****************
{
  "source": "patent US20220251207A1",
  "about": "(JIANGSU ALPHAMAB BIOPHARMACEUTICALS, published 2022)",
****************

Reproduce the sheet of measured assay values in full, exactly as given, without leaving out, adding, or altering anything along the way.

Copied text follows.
{
  "source": "patent US20220251207A1",
  "about": "(JIANGSU ALPHAMAB BIOPHARMACEUTICALS, published 2022)",